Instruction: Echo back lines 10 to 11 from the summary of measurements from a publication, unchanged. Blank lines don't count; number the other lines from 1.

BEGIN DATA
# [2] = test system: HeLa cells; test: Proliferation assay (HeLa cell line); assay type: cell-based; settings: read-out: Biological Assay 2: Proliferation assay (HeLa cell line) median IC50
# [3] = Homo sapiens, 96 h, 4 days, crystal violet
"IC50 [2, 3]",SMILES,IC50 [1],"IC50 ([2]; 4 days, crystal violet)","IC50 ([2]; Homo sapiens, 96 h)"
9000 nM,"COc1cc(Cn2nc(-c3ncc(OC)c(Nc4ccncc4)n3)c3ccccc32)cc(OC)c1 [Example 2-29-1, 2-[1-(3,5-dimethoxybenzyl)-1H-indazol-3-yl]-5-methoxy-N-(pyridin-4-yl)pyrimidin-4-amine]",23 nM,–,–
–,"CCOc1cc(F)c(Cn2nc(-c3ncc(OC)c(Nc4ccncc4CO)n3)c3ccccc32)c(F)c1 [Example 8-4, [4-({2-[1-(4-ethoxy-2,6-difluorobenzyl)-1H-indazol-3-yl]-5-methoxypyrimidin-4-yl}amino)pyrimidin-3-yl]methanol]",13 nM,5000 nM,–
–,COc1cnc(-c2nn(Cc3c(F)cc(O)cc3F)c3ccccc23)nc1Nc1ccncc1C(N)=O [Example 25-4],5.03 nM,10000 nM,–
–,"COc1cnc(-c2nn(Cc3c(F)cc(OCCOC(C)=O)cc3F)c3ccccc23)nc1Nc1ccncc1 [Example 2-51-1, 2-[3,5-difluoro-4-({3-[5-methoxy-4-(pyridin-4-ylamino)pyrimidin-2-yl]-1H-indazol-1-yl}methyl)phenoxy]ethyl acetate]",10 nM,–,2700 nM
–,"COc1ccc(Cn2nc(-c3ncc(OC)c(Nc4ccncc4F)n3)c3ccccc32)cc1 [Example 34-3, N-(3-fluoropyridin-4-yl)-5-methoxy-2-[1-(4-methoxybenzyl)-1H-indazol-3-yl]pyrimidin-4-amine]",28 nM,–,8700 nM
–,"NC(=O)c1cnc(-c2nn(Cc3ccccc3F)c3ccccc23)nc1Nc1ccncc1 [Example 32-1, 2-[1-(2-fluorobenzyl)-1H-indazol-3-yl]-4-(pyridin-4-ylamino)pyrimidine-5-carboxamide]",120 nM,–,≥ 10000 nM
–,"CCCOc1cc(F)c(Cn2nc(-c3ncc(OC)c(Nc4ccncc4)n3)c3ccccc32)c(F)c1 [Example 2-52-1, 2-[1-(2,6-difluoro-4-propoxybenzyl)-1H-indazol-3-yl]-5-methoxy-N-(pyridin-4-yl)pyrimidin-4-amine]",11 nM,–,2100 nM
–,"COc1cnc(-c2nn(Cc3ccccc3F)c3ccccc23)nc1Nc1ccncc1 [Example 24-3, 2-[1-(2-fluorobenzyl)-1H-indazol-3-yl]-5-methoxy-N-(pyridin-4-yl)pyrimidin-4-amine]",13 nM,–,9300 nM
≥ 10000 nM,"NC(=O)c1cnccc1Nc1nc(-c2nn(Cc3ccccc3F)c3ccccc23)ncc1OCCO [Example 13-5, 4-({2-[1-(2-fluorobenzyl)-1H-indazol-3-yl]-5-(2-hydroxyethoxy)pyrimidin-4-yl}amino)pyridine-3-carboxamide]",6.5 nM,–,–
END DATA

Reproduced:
–,"CCCOc1cc(F)c(Cn2nc(-c3ncc(OC)c(Nc4ccncc4)n3)c3ccccc32)c(F)c1 [Example 2-52-1, 2-[1-(2,6-difluoro-4-propoxybenzyl)-1H-indazol-3-yl]-5-methoxy-N-(pyridin-4-yl)pyrimidin-4-amine]",11 nM,–,2100 nM
–,"COc1cnc(-c2nn(Cc3ccccc3F)c3ccccc23)nc1Nc1ccncc1 [Example 24-3, 2-[1-(2-fluorobenzyl)-1H-indazol-3-yl]-5-methoxy-N-(pyridin-4-yl)pyrimidin-4-amine]",13 nM,–,9300 nM